SAN FRANCISCO — AOL's $315 million deal to buy news hub Huffington Post signals it is serious about building its profile as a media company as its legacy dial-up Internet business dies away.
The acquisition announced Monday is AOL CEO Tim Armstrong's most aggressive play so far as he tries to reshape a fallen Internet icon and boost efforts in news and online advertising. It is the largest purchase the company has made under Armstrong, a former Google advertising executive hired by AOL to engineer a turnaround.
The Huffington Post ranks as one of the top 10 current events and global news sites and draws 25 million U.S. visitors each month. It has built its popularity by compiling news from a wide selection of other media outlets, with links to articles and video on everything from politics to style to food. The site combines that type of aggregation with original work by its own small staff and blog posts from celebrity contributors who work for free in return for a platform to express their opinions.
But just as important as gaining the site itself, the deal adds Huffington Post co-founder and media star Arianna Huffington to AOL's management team. Once the deal closes later this year, Huffington will run AOL's growing array of content, which includes popular technology sites Engadget and TechCrunch, local news site Patch.com and online mapping service MapQuest.
Although some analysts say that AOL is paying a lot for the Huffington Post brand, Benchmark Co. analyst Clayton Moran believes the price isn't a huge hit for the company in the short term, especially since it helps put to rest any question that AOL is now an online media company. Bringing Huffington Post to AOL gives it access to quality content and will drive new users to its site, replacing those the company has lost over time, he said. And the price is essentially "the hiring fee to get Arianna," technology analyst Rob Enderle says.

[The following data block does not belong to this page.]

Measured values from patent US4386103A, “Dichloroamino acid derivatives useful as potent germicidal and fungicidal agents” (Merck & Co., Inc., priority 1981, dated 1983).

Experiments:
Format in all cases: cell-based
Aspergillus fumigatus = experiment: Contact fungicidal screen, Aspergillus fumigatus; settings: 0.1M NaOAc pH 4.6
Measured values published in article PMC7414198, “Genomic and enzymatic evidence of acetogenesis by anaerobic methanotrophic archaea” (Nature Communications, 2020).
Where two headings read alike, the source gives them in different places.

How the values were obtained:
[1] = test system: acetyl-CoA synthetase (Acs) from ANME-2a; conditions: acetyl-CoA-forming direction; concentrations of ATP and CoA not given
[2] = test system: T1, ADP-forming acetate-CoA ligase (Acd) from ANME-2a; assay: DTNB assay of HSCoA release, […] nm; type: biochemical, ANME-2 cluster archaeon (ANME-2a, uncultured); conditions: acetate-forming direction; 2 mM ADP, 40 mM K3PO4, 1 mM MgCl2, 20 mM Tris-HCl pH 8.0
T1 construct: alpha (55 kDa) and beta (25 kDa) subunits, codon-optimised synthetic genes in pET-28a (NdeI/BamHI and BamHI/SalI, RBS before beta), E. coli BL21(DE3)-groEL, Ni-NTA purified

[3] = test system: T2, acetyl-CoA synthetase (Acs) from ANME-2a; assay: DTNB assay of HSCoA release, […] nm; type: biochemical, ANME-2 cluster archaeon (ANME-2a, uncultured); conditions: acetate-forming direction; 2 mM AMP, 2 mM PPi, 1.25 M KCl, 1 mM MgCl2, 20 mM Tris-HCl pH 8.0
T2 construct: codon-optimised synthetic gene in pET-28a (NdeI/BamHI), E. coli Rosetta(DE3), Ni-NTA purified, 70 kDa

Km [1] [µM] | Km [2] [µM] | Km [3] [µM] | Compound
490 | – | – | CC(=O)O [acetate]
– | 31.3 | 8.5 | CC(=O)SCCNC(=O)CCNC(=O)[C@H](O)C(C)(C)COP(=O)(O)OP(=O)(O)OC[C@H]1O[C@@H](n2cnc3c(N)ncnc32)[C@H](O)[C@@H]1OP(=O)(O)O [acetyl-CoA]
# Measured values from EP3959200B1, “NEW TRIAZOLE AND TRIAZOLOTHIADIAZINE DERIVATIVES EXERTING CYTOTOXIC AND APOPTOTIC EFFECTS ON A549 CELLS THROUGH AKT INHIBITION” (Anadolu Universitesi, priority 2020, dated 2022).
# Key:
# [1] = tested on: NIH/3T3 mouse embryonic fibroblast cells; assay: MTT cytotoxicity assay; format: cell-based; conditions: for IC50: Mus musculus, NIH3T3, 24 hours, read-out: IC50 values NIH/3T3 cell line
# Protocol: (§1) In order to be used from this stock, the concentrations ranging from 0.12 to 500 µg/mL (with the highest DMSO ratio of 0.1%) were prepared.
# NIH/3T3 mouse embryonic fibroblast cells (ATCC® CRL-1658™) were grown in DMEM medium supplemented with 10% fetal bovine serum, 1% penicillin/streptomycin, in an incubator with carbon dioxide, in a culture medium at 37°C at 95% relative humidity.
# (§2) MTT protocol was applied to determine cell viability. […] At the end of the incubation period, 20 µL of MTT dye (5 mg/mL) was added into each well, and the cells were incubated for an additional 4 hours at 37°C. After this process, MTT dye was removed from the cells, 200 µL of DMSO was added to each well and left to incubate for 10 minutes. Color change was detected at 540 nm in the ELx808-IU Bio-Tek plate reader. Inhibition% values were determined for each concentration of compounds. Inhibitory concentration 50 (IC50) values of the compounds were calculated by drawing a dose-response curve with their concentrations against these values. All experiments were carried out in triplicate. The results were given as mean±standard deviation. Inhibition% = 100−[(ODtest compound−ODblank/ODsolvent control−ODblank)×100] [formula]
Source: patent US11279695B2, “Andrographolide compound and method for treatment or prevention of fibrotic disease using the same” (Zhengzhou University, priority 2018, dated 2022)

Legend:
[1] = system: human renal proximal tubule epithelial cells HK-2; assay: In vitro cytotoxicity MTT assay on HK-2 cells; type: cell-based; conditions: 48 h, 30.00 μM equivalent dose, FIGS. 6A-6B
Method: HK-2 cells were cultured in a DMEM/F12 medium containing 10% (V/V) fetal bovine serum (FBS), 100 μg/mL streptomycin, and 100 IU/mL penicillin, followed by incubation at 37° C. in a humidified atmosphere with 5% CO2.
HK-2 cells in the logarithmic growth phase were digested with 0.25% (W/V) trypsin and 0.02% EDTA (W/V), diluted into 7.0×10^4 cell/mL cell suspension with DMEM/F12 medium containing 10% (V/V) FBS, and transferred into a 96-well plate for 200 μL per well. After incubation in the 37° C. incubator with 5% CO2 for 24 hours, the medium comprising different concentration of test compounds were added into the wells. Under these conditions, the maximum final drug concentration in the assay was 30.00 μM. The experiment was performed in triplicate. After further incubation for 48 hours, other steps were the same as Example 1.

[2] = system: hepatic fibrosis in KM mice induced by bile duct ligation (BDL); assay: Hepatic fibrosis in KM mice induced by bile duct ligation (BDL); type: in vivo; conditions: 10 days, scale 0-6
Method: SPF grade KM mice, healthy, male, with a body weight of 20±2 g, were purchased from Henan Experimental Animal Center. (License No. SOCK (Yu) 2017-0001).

Huffington Post grew quickly from startup in 2005 to online colossus. Over time, it launched city-specific pages and developed a roster of sections such as food and books. The work of its 70-person paid staff is augmented by content from news outlets and 6,000 bloggers who write for free. Outsell Inc. analyst Ned May said the Huffington Post "has done a fantastic job of building content creation. And AOL can monetize it."
AOL sorely needs to. The company rose to fame in the '90s with its dial-up Internet service, managing to buy media company Time Warner in 2001 at the height of the dot-com boom. The corporate marriage never really worked, though, and AOL's main source of revenue began drying up as consumers flocked to speedier broadband Internet connections. After nearly a decade of attempts at integrating the two, Armstrong was brought in to prepare AOL to separate from Time Warner, and the companies split in December 2009.
Both parties clearly feel optimistic about this deal. In an interview Monday, Arianna Huffington said it seemed like the right move because she and Armstrong share the same vision for online content. She first spoke with Armstrong at the Quadrangle Conference in New York in November, where they were nearly finishing each others' sentences when talking about where they saw their companies going.
"I see this as a real acceleration of the goals that Tim has had for AOL and I have had for the Huffington Post," she said.
In a separate interview, Armstrong said the deal is a "tremendous opportunity" for AOL that brings an influential audience that is attractive to advertisers. "Last year was about the turnaround; this year is about the comeback," he said.